Film

In her subtle, bittersweet second feature, The Farewell, director Lulu Wang reveals the complexities and contradictions of being a second-generation immigrant. By Debbie Zhou.

Lulu Wang’s The Farewell

A scene from The Farewell, starring Awkwafina and Zhao Shuzhen (second and third from left).
Credit: Courtesy Roadshow

It may seem the push–pull tensions between the East and the West are at the crux of the distinctive lie that cuts through director Lulu Wang’s tender, soft-hued sophomore feature, The Farewell. But carve out this central lie and its tougher logistics, and the film unfurls in gentler emotional waves – opening up unexpected truths. Wang’s interest is in those rich complexities of living in between worlds: where one’s hybrid immigrant identity leaves in its wake conflicted feelings of nostalgia, estrangement and a longing for connection.

The film – which premiered at this year’s Sundance Film Festival and has since become a box office hit in the United States – begins with a playful subversion of the quintessential biopic intertitle: it is “based on an actual lie”. Wang’s own life forms the basis of the story, which she first told on the public radio program This American Life in 2016. The film follows struggling New York-raised writer Billi (Awkwafina), whose family decides to keep her grandmother (Zhao Shuzhen), Nai Nai in Mandarin, in the dark about her terminal cancer diagnosis.

The family’s desire is to bear this emotional burden for her – a practice formed on the belief of Eastern collectivism, which sees a person’s life as part of a whole, in contrast to Western individualism. The Farewell’s Chinese title – most literally translated as Don’t Tell Her – foreshadows the challenges of carrying such a hefty secret: the family reunites in Nai Nai’s home town of Changchun, China, under the pretence of Billi’s cousin Hao Hao’s (Chen Han) wedding, all trying to bid goodbye to the matriarch in a way that reveals nothing to her.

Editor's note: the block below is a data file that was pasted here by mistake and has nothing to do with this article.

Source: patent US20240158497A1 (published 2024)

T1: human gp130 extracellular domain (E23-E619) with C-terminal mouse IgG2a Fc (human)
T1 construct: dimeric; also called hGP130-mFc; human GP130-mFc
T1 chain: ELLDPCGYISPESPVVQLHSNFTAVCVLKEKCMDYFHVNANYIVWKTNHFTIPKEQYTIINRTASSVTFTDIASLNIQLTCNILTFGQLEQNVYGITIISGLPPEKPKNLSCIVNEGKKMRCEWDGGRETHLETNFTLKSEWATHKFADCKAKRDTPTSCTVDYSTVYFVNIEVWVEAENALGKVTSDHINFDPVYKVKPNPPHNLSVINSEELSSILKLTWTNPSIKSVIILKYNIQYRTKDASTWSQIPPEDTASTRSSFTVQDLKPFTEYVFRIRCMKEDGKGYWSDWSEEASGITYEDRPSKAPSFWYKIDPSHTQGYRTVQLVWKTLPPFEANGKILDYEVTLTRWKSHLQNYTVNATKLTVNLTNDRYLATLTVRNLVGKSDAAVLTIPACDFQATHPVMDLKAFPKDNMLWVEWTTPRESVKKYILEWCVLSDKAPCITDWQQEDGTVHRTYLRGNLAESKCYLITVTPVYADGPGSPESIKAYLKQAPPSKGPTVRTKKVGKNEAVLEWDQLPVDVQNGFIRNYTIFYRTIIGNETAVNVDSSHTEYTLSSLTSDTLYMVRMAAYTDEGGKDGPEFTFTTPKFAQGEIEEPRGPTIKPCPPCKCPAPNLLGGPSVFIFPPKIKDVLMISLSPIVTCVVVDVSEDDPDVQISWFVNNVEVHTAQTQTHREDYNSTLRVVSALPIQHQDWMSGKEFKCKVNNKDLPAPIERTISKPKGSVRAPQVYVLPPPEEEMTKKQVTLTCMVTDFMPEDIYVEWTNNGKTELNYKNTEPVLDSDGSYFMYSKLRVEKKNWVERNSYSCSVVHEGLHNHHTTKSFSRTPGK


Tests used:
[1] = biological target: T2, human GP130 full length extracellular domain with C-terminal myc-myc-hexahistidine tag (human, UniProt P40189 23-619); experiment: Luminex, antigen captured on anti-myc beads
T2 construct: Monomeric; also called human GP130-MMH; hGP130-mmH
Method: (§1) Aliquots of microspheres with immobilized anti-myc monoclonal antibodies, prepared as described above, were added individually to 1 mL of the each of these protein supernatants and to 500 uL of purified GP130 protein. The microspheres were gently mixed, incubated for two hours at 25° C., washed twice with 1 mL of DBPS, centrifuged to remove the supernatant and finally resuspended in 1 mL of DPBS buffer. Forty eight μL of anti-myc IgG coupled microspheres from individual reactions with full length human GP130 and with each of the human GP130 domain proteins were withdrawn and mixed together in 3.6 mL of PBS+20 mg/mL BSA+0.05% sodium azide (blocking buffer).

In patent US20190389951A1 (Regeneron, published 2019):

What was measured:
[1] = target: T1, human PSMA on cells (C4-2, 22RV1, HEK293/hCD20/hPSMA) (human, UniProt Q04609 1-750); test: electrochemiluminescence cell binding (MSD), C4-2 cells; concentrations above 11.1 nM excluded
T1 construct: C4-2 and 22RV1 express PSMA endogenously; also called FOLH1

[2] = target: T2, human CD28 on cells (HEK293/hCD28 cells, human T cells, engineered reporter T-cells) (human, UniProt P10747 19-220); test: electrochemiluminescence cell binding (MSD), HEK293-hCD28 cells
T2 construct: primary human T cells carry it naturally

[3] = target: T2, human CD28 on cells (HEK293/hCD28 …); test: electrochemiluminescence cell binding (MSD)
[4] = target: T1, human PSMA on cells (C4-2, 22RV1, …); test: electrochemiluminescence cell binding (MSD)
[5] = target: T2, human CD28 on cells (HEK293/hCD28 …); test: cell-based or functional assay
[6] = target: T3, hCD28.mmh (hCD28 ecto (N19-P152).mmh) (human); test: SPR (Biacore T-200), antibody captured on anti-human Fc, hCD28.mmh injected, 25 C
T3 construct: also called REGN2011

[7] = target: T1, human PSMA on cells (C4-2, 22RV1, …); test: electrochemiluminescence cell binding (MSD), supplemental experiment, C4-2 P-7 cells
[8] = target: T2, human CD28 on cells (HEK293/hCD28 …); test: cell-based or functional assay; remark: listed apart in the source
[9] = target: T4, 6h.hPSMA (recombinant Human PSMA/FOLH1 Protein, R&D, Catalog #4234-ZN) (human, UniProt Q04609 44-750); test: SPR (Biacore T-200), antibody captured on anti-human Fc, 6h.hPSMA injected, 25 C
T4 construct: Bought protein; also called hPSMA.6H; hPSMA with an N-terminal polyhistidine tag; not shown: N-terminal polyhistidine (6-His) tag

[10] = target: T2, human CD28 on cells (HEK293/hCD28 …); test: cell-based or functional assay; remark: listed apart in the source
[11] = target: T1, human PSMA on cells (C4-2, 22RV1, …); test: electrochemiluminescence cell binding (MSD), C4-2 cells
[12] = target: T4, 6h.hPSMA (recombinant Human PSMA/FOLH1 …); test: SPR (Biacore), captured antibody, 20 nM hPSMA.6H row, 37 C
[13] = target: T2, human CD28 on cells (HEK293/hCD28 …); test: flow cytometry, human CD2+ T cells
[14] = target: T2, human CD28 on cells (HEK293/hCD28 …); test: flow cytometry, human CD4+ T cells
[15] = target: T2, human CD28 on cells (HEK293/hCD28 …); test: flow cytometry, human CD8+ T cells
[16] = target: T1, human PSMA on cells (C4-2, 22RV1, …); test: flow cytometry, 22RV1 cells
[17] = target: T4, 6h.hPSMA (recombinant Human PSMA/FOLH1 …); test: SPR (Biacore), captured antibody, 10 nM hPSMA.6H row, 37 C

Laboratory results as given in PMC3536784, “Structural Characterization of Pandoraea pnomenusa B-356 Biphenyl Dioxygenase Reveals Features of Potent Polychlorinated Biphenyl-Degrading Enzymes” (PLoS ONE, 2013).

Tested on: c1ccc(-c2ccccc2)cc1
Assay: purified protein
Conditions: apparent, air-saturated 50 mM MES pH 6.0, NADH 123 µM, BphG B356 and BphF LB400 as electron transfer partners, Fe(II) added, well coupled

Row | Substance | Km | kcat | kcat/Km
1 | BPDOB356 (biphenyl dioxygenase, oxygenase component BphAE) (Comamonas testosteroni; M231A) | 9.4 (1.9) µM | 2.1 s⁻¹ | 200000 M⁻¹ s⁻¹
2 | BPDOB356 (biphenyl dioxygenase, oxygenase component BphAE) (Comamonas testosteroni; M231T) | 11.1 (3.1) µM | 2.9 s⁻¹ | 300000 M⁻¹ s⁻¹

The Farewell is a personal, compelling family dramedy, but the film goes beyond its premise and genre conventions – carefully unpacking questions about the division between cultural value systems and ways of thinking. Wang’s nifty genre sensibilities were already clear in her debut feature, Posthumous (2014), a screwy rom-com set in the Berlin art scene, and the short film Touch (2015), a confrontation of the chilling consequences of cultural dissonance. But here, the writer-director brings a mature thoughtfulness to her tale. The film doesn’t compromise any of its idiosyncratic personality, bolstered by its script, also penned by Wang, which accentuates both the drama and comedy with an impressive tonal quickfire. “Chinese people have a saying,” Billi’s mum explains to her, deadpan. “When people get cancer, they die.”

There is no physical villain at play, only the weight of the truth – and Wang deftly sets up an air of disquiet early on, as her protagonist and relatives shoulder the “good lie” with forced apathy. In scenes charged with tension, the lie gains a stranglehold on them. This unease is drawn out meticulously: Wang allows it to fester in silences, knowing looks and the welling of tears that can’t fall. Nai Nai’s illness brings Billi’s American family and cousin Hao Hao’s Japanese one together for the first time in 20 years, we are told, and they repeatedly gather to eat in true Chinese family reunion style. While there is friction, it is suppressed – there are no August: Osage County-esque dinner table screaming matches here. Overhanging all of this, though, is the fear: will anyone reveal anything to Nai Nai?

When I spoke to Wang recently about The Farewell, she said she was inspired by genre films such as thrillers and horror movies – likening the dread of saying goodbye to Nai Nai to “a monster that might rear its head at any moment”. But Wang doesn’t simply milk that terror until it’s dry; what sustains the film is a deep sense of fondness and warmth in the bond between Billi and Nai Nai – and this discord is played with a sly, compassionate hand.